There has been rising scepticism and doubt among the smaller cable operators about falling profitability after the introduction of the new Trai pricing regime. However, brushings off these doubts of the smaller cable operators, Telecom Regulatory Authority of India (Trai) has said that this won’t be the case. Instead, the new pricing regime will enhance flexibility and standing for the operators. The doubts arose when some sections of the cable industry were worried about the new system which dictates that 80% of all channel dues have to be passed on to channel companies. Whereas, right now, cable operators keep about half of the total revenue.
Trai Clarifies New Pricing to Increase Flexibility
The new rules put into place by the regulator outline that the monthly subscriber charge is split into two — content charges and network charges. Ultra News highlighted that out of these two parts, the cable operator will only take a share of the network charges, along with a chunk of the 20% ‘distribution commission’ on pay channel charges. As for high-end packs, the 65% of the total amount paid by a subscriber can be summed up under content charges, which might deny the cable operators of 55% of the monthly fees of high-end customers. However, Trai has remarked that such worries are misplaced.
The regulator said, “If a comparison is made between the two regimes, the new regime provides equitable revenue share.” Providing clarification about its new pricing policy, Trai further added, “It is pertinent to note that the network capacity fee apply to a total number of channels subscribed by the subscriber, therefore as the subscriber selects more number of channels over and above the 100 channels, the network capacity fee increases. In addition, the LCO gets its share in the pay channel rates in the form of distribution fee which is 20% of the MRP to be shared with MSO [feed provider].”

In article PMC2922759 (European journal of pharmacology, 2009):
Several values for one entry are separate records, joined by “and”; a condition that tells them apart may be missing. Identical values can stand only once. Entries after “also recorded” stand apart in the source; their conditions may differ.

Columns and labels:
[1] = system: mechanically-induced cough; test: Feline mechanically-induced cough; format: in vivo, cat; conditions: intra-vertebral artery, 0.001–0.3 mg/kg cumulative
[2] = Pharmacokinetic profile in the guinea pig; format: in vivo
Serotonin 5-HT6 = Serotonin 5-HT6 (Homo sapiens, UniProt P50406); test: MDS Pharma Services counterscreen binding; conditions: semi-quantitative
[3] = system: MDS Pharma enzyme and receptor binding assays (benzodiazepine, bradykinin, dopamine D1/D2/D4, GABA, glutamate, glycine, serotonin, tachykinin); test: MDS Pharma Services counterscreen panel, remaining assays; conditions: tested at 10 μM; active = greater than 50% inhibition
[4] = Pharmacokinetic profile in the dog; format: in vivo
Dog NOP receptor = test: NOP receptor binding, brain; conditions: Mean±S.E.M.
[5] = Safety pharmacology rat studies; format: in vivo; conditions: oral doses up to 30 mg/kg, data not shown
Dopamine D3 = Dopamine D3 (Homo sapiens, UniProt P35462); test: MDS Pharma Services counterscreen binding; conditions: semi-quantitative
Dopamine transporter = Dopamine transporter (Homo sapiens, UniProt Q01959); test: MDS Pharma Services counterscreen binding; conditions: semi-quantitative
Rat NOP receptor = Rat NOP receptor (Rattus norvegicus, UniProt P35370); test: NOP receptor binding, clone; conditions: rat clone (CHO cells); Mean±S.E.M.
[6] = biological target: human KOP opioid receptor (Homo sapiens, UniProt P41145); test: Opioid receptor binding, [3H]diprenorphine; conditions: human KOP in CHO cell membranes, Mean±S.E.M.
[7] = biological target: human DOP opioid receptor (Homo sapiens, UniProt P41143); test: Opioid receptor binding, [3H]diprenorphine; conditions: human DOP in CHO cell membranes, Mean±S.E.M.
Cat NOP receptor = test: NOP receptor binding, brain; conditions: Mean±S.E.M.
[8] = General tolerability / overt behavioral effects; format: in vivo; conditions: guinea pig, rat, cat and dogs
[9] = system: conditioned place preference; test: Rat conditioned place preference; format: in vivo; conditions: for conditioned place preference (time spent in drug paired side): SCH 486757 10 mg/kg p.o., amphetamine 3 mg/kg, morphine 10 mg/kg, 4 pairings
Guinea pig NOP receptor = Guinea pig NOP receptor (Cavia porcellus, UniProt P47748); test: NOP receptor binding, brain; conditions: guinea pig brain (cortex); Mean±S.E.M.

The regulator also dismissed concerns which claimed that the new pricing scheme is a plan to make the last mile connectivity providers and local cable operators irrelevant and redundant. These sceptics were also voicing their concerns when Trai had rolled out its digitisation guidelines where LCOs were reduced to linemen, whose job was to collect rentals and provide last mile connectivity.
LCOs Will Now Be Able to Setup Channel Distribution of Their Own
Before the digitisation guidelines were put into place, the cable feed providers used to serve at the pleasure of the local cable operators, however, the digitisation scheme ensured that the LCOs become a mere agent of the feed provider. This new setup angered a lot of operators.
However, to dismiss these doubts, Trai said, “LCOs can choose to generate a bill, can do marketing and can help MSOs in forming the bouquet of both Pay and FTA channels.” The regulator also added that the new pricing scheme will now allow the cable operators to set up their own channel distribution from head to the end and become a fully independent operator. The reason why the smaller operators could not do so earlier was the need to negotiate the pricing with the channel owners.
Earlier, a cable provider with 10,000 subscribers would struggle to get a viable cost for the channels, whereas big feed providers supplying feed to 500 operators would be able to get a much better cost for the channels. The new regulation puts a total end to this difference, now the price per connection offered by the channel owner has to be the same as that being provided to a cable operator and a prominent feed provider.
In its clarification of the new policy today, the industry regulator said, “The flexibility of LCOs in the new framework has been increased.”
Arpit spends his day closely following the telecom and tech industry. A music connoisseur and a night owl, he also takes a deep interest in the Indian technology start-up scene and spends rest of his time spilling poetry and stories on paper.